Coffee Bay is another of the popular-among-backpckers destinations along the coast between Durban and Cape Town and I can see why. It’s remote. The hostels and eateries are good. And, there are Wavestorms
We left Umzumbe early in the morning to allow plenty of time to get there and some seven hours later or so we arrived.
But first, we drove down through the Transkei, through to the Wild Coast of South Africa. If you read most accounts online, they’ll warn you of potholes, gravel roads, and a need for a 4WD, to bring pens and candy to give to kids who will stop you to ask, to watch out for crazy drivers, to know how to change a spare tire…
In our experience, it wasn’t so bad. Yes, there were lots of potholes. Yes, there were a ton of animals and people in and around the road. Yes, there were some fast drivers, some tight turns, and some more potholes… but our mini SUV (a Ford Ecosport) handled fine, no kids asked us for anything despite the fact that we stocked our glove box with pens and notepads just in case, and we didn’t see any accidents (thank god). The drive took a long time and Annie was probably fed up with my music (and/or my singing… I can never tell), but that was about it. Hooray for safe driving.
Horror stories aside, the drive is rather scenic, especially once on the Transkei. Rolling hills and valleys, small villages with colorful rondavel homes. It’s all beautiful.
Per the recommendation of a few friends in SA, we stayed at the Coffee Shack, located right by the water, and just a short walk to the surf. It’s a backpacker hotspot, as it is a mainstay of the Baz Bus – a backpacker bus company in SA. This was unbeknownst to us at the time of booking but it was fine. On Sunday nights they serve a free dinner, and everyone gets to chatting around the big tables.
We met some cool people all at various stages of wandering, the most interesting of which was Mario, an African-Canadian who left behind the gym the gym he owns to WALK from Cape Town to Cairo. Yes. Really. He figures it’ll take him 2-3 years. I figure he’ll write a book about it. Check out his Facebook page at CrossingAfrica.
While the hostel was packed, we had some privacy, as we were booked in a rondavel higher up on the hill. We had our sleeping privacy, but not our own sonic privacy, as a couple in the room next to ours had just met on the Baz Bus and seemed to both be quite keen to get to know one another better… and I’ll just leave that at that.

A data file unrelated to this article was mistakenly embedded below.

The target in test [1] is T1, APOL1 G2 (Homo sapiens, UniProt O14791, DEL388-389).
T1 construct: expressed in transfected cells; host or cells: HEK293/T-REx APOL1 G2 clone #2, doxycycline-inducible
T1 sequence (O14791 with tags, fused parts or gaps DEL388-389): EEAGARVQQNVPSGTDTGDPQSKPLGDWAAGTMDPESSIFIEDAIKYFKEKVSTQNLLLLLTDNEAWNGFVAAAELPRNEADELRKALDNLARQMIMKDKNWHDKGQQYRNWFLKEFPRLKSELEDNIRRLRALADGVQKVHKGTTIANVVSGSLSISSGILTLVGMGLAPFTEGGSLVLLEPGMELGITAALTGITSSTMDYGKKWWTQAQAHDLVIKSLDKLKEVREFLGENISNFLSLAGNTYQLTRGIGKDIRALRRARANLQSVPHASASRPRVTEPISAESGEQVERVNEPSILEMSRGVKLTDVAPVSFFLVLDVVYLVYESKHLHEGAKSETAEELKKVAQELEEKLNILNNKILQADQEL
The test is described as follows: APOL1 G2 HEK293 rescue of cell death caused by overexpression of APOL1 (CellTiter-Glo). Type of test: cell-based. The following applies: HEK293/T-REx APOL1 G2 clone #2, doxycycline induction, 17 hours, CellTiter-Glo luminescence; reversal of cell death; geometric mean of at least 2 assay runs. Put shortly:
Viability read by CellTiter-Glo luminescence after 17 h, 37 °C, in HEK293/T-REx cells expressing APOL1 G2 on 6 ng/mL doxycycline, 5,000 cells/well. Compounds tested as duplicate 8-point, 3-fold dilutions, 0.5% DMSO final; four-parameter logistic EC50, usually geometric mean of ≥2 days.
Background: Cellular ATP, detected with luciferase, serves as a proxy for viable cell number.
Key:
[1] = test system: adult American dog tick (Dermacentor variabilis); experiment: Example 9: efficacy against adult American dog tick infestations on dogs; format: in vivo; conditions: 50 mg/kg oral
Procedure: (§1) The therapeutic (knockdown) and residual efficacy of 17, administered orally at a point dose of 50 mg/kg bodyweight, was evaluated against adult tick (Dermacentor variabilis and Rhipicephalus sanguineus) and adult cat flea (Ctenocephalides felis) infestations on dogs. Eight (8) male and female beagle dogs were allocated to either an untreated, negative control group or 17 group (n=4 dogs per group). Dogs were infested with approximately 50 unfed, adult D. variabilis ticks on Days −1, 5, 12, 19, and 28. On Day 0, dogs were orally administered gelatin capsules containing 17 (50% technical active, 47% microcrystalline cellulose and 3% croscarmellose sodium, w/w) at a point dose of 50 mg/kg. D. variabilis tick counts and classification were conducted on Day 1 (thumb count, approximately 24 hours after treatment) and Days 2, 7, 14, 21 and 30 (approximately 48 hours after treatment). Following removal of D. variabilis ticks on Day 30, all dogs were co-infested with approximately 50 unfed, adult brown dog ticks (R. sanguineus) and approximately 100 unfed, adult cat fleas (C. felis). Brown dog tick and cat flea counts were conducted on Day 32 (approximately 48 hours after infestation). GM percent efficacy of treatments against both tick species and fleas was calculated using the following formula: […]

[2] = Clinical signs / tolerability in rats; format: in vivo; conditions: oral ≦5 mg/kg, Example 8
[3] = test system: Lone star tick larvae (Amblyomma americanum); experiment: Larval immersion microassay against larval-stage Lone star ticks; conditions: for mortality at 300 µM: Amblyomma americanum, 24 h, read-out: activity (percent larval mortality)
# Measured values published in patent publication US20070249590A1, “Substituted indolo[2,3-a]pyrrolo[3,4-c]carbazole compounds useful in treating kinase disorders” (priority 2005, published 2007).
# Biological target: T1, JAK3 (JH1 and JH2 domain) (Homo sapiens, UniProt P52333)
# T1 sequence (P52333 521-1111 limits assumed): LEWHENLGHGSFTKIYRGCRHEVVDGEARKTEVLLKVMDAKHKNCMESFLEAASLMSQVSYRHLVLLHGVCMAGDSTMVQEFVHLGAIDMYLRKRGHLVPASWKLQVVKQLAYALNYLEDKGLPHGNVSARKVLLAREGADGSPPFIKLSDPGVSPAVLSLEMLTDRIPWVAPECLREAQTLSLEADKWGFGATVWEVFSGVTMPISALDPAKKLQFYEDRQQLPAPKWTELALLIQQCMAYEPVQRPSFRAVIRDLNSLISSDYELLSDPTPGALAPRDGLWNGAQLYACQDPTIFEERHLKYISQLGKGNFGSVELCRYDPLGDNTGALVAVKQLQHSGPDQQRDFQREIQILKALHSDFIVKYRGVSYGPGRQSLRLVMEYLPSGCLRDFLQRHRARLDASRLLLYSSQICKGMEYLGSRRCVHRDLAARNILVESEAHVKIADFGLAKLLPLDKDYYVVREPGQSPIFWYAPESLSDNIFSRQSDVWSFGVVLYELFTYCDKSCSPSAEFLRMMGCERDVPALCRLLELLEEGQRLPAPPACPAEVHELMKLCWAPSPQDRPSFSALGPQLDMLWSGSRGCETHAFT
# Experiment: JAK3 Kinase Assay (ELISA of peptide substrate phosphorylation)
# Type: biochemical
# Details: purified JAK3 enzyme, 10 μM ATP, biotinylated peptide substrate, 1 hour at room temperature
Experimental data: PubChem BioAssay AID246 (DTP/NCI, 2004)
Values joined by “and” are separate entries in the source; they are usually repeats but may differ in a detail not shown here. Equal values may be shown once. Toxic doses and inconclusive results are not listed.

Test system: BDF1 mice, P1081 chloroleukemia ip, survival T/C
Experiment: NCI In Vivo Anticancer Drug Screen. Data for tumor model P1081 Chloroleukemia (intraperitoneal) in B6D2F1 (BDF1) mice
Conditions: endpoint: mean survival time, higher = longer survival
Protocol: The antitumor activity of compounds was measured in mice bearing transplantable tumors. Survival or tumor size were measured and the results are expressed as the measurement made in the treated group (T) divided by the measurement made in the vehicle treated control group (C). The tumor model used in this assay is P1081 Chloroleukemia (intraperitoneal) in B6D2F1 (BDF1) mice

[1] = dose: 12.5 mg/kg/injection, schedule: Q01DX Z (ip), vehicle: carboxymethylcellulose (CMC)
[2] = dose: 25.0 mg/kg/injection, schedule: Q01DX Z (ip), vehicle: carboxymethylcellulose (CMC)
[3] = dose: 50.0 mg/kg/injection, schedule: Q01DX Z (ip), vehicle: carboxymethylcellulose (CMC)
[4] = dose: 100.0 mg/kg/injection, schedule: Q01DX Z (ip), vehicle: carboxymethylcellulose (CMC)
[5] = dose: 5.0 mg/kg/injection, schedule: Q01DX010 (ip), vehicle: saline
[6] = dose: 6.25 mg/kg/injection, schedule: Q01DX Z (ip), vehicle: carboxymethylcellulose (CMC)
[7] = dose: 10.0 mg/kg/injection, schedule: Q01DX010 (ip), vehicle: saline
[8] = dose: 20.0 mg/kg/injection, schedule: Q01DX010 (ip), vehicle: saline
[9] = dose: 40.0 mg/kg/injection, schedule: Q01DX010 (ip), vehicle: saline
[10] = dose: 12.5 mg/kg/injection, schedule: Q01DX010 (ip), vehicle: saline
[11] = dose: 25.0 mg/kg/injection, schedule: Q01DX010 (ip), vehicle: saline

We took a walk up the hill to the main beach, befriended some stray dogs, waved at some stray goats, and checked the surf.
In the afternoon the surf picked up, and we paddled out together, however a few minutes later, I found myself alone, as Annie had turned in to shore, fearing sharks.
No big deal I thought, until I saw a dorsal fin… “It was a dolphin” I thought to/told myself. “Relax.” Sure enough, a few minutes later I saw four dorsal fins coming right at me, then dipping away in that classic “Haha you thought we were sharks but we’re actually dolphins! Yay!” manner that dolphins always seem to have.
That night it POURED rain, and we cooked dinner in our little rondavel, and headed to bed, wishing we had thicker ear plugs.
The next day we both went running and both came home sucking wind from some of the steepest grades we’ve ever run, but the views at the top were spectacular, as is common for the entire area.
- Don’t… trust your map when planning a drive through the Transkei or anywhere in South Africa (outside the cities maybe). Google Maps and Maps.me were consistently underestimating the drive time to our destinations.
- Do… bring plenty of snacks and fill up on gas early/often. Gas stations/rest stops are much fewer and further between, and this is especially true on the Transkei.
- Don’t… drive this route at night. Sure, we didn’t have any problems, but we drove by day. After dark, this drive would be a nightmare.